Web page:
3. State Executive: Governor and Administrative Branch
Powers: Executive, Legislative, Judicial
Other State level offices: Lt. Governor, Attorney General, Treasurer, Corporation Commission
4. State Judicial
State Supreme Court
Court of Criminal Appeals
5. Local Geographical Division
County, Parish, Borough
6. Local Offices
Sheriff, District Attorney, Judge, Assessor, County Commissioners
Activity:State and Local Government: Current Issues Chapter 24- Section 3 Chapter 24-Sections 4,5
Suggested Resources and Literacy Connection
Oklahoma Bar Association reading: “You are 18 and It’s Your Responsibility”
Research a local problem and address how state and local government can propose solutions to this problem
Interview local business leaders who explain the impact local laws have on their businesses
Examine the previous year’s budget and prioritize where the expenditures should be made
Give students a copy of recent state-wide budget. Tell them that there is X% less money predicted for next year. Have students defend in writing where they would make budgetary cuts
Have students create a city model (drawn out or built in 3-D). Over multiple class days give students new criteria that will impact zoning issues for the future or their city (population boom, natural disaster, etc)
Research your current local government leadership (state House, state Senate, city council, mayor, school board, etc.) and write a letter addressing an issue of concern to your community.
1.5 Compare and contrast the property and due process rights in the United States free-market economy which are protected by the United StatesConstitution to the restricted property and due process rights existing/non-existing under command economic systems.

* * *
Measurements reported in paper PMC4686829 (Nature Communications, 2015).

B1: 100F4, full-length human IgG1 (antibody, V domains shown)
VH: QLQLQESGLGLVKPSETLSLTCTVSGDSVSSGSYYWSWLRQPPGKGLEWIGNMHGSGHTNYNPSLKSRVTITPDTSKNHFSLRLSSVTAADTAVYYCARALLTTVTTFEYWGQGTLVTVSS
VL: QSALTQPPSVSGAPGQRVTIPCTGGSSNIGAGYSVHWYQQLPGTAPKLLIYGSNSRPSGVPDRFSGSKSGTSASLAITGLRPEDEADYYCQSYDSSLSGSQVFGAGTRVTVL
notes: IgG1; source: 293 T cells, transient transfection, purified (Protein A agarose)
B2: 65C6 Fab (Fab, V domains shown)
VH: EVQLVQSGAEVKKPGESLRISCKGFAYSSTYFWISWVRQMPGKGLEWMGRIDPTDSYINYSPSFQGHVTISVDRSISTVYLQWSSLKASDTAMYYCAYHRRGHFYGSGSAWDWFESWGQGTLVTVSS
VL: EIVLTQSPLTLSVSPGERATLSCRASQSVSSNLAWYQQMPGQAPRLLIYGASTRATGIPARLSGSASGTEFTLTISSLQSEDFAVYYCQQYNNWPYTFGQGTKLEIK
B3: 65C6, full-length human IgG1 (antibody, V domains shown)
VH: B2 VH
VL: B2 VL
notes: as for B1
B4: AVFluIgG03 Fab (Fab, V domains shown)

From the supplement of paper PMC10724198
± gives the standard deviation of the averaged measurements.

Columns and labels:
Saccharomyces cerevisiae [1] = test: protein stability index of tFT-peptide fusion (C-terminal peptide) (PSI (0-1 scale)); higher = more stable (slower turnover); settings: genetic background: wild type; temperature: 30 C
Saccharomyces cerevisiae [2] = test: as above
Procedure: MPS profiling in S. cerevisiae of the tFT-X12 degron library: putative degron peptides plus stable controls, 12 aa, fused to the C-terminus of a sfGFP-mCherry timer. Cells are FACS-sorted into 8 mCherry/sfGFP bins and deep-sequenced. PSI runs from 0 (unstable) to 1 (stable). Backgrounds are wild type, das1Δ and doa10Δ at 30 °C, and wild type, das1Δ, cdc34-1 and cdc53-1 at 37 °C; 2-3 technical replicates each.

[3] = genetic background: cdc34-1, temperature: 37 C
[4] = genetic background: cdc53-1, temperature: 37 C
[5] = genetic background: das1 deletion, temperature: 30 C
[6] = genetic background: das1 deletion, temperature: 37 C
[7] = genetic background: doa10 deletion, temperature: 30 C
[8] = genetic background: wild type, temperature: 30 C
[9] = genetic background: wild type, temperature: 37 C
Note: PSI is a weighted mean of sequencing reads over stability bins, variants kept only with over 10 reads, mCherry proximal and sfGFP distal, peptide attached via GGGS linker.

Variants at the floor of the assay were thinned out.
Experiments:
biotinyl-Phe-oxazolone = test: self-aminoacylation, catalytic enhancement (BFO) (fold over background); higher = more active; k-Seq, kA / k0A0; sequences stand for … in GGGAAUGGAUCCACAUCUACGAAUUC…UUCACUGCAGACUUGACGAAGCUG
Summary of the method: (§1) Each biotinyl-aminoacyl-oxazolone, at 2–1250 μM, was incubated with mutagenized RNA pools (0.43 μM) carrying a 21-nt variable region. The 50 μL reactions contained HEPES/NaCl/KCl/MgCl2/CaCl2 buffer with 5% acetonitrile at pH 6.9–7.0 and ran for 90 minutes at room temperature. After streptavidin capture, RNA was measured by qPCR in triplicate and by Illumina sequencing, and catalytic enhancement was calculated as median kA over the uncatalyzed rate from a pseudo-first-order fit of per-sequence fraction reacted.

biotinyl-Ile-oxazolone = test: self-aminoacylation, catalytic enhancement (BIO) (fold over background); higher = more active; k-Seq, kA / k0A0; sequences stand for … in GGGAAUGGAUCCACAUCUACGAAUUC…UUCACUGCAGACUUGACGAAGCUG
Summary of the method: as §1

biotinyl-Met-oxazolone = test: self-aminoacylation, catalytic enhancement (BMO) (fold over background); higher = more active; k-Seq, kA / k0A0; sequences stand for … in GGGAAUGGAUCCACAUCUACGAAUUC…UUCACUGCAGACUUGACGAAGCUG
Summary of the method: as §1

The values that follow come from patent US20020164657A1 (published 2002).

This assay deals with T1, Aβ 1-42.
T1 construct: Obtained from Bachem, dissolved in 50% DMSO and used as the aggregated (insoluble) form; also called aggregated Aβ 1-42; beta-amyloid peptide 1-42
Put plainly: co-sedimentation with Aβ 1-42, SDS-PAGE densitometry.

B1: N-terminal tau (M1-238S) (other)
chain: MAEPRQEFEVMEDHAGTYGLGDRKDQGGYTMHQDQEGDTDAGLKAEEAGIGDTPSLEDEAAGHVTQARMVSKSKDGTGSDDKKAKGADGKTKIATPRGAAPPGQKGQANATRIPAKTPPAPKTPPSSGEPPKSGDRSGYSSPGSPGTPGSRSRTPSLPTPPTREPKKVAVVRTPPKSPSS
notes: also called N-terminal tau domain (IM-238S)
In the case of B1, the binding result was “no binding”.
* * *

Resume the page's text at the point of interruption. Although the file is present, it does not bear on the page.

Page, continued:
4.5.B. Determine how the government influences economic growth by using the tools of fiscal and monetary policy.
4.4.B. Analyze significant policy issues and how they reflect the nation’s interests and principles including entitlements and environmental concerns.
4.5.C. Explain how legislation, executive departments, and regulatory agencies affect both economic sectors and individual citizens.
What are the basic characteristics of free market, command and mixed economies?
What is government’s role in protecting our economic freedoms?
What are the four factors of production and how are they interdependent?
How does supply and demand interact to determine price?
1. Comparative Systems 1.5
Capitalism: Economic goals, Role of government, Allocation of resources, Audits, Impact of productivity
Communism: Role of economic and political freedom
2. Monetary and Fiscal Policies 4.5.B
Two major instruments for influencing economic activity
Gross National Product (GNP)
Gross Domestic Product (GDP)
3. Role of Government in the economies 4.4.B 4.5.C
Protecting the environment
Property rights of an individual are relative and limited